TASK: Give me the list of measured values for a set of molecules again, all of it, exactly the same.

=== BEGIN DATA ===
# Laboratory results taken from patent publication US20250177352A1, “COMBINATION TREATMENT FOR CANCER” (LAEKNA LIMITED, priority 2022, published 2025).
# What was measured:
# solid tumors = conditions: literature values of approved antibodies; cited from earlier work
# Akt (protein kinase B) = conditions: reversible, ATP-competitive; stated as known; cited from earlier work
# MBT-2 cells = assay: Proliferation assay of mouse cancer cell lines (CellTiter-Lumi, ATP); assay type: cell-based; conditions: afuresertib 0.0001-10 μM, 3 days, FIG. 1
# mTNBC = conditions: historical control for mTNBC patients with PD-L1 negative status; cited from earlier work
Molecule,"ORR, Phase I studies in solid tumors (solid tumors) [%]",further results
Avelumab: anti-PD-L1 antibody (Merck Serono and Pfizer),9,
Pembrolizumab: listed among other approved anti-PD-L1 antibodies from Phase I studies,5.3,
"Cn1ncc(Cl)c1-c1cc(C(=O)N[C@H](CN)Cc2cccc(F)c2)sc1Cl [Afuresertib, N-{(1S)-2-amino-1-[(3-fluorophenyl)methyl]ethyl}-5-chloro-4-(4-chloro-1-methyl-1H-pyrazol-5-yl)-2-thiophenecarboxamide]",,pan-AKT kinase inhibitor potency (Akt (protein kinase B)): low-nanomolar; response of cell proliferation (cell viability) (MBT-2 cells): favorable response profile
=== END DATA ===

# Laboratory results taken from patent publication US20250177352A1, “COMBINATION TREATMENT FOR CANCER” (LAEKNA LIMITED, priority 2022, published 2025).
# What was measured:
# solid tumors = conditions: literature values of approved antibodies; cited from earlier work
# Akt (protein kinase B) = conditions: reversible, ATP-competitive; stated as known; cited from earlier work
# MBT-2 cells = assay: Proliferation assay of mouse cancer cell lines (CellTiter-Lumi, ATP); assay type: cell-based; conditions: afuresertib 0.0001-10 μM, 3 days, FIG. 1
# mTNBC = conditions: historical control for mTNBC patients with PD-L1 negative status; cited from earlier work
Molecule,"ORR, Phase I studies in solid tumors (solid tumors) [%]",further results
Avelumab: anti-PD-L1 antibody (Merck Serono and Pfizer),9,
Pembrolizumab: listed among other approved anti-PD-L1 antibodies from Phase I studies,5.3,
"Cn1ncc(Cl)c1-c1cc(C(=O)N[C@H](CN)Cc2cccc(F)c2)sc1Cl [Afuresertib, N-{(1S)-2-amino-1-[(3-fluorophenyl)methyl]ethyl}-5-chloro-4-(4-chloro-1-methyl-1H-pyrazol-5-yl)-2-thiophenecarboxamide]",,pan-AKT kinase inhibitor potency (Akt (protein kinase B)): low-nanomolar; response of cell proliferation (cell viability) (MBT-2 cells): favorable response profile